I’ve come across quite a number of articles recently which suggest, essentially, that belief in the active presence of God in the world is a trick we pull on ourselves which served, at some point, an evolutionary function. Here’s a little round-up:
The Atlantic Monthly:

Despite the vast number of religions, nearly everyone in the world believes in the same things: the existence of a soul, an afterlife, miracles, and the divine creation of the universe. Recently psychologists doing research on the minds of infants have discovered two related facts that may account for this phenomenon. One: human beings come into the world with a predisposition to believe in supernatural phenomena. And two: this predisposition is an incidental by-product of cognitive functioning gone awry. Which leads to the question…

Is God an accident? (Subscription required. Full-text removed at request of The Atlantic.)
A new documentary on BBC4 called Jonathan Miller’s Brief History of Disbelief examines the culture of atheism. Check out his interview with Pascal Boyer.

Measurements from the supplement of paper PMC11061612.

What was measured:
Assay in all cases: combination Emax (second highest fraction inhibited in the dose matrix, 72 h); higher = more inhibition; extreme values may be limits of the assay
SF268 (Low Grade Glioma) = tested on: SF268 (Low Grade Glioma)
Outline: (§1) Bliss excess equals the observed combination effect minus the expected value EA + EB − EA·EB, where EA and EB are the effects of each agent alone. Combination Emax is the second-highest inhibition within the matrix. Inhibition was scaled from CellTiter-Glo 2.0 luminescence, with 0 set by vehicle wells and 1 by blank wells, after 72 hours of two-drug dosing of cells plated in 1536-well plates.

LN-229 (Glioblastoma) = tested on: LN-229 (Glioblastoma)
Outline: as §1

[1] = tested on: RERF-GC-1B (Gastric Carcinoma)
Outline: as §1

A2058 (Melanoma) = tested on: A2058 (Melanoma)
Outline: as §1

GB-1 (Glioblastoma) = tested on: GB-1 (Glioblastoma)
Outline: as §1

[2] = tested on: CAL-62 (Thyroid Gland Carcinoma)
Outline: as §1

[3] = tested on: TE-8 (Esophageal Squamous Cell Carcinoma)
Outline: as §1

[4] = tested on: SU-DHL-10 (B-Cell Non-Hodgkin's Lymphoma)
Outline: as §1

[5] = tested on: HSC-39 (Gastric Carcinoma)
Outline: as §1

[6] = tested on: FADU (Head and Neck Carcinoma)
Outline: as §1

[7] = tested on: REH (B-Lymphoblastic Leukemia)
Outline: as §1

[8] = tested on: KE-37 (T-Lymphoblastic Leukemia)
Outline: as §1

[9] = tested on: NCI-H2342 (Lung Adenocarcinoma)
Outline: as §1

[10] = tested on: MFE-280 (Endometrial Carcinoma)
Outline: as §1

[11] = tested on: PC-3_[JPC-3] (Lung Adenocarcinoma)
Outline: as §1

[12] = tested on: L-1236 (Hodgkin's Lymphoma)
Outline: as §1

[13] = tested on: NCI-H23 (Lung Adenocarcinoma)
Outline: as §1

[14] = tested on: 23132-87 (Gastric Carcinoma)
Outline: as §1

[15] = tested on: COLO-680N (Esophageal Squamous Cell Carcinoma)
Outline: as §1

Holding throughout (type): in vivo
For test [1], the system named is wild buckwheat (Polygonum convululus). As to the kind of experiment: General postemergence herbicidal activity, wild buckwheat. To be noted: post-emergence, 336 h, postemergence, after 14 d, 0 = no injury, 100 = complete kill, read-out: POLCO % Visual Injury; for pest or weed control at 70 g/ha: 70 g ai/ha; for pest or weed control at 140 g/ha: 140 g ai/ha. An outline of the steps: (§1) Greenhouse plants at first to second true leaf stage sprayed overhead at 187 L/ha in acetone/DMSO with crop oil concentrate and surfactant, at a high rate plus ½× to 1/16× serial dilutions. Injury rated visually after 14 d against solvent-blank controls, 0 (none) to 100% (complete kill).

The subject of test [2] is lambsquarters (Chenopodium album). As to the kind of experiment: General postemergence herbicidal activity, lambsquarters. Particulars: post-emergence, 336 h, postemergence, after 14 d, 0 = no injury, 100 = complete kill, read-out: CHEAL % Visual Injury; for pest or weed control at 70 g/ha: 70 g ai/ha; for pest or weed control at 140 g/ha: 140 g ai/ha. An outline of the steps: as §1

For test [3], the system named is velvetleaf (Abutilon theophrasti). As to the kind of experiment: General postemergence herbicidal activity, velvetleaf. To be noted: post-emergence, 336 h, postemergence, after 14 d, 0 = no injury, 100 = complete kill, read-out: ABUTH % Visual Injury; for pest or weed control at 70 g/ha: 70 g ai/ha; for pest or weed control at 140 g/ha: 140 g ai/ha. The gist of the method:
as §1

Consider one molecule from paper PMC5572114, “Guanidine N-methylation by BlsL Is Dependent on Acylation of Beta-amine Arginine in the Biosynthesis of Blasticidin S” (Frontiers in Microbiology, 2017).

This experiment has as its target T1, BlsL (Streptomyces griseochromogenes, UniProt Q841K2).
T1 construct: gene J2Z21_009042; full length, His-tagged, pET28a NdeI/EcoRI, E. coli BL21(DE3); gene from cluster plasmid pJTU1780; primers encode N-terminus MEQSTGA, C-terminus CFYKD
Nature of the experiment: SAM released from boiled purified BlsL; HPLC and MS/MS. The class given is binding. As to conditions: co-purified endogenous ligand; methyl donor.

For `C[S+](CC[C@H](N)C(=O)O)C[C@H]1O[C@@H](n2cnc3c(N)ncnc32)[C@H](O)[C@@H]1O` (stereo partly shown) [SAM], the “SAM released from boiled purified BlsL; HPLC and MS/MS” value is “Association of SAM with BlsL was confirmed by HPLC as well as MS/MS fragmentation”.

In Edge, Daniel Gilbert writes,

Is God is nothing more than an attempt to explain order and good fortune by those who do not understand the mathematics of chance, the principles of self-organizing systems, or the psychology of the human mind? When the study I just described was accepted for publication, I recall asking one of my collaborators, who is a deeply religious man, how he felt about having demonstrated that people can misattribute the products of their own minds to powerful external agents. He said, “I feel fine. After all, God doesn’t want us to confuse our miracles with his.”
That’s fair enough. Science rules out the most cartoonish versions of God by debunking specific claims about ancient civilizations in North America or the creatio ex nihilo of human life. But it cannot tell us whether there is a force or entity or idea beyond our ken that deserves to be known as God. What we can say is that the universe is a complex place, that events within it often seem to turn out for the best, and that neither of these facts requires an explanation beyond our own skins.

The Vagaries of Religious Experience
Finally, a more thorough round-up at 3quarksdaily, in which Abbas Raza asks, “Until recently, few scientists have put much effort into explaining the ubiquity of religious beliefs. If it is so irrational, then why is religious conviction so widespread?”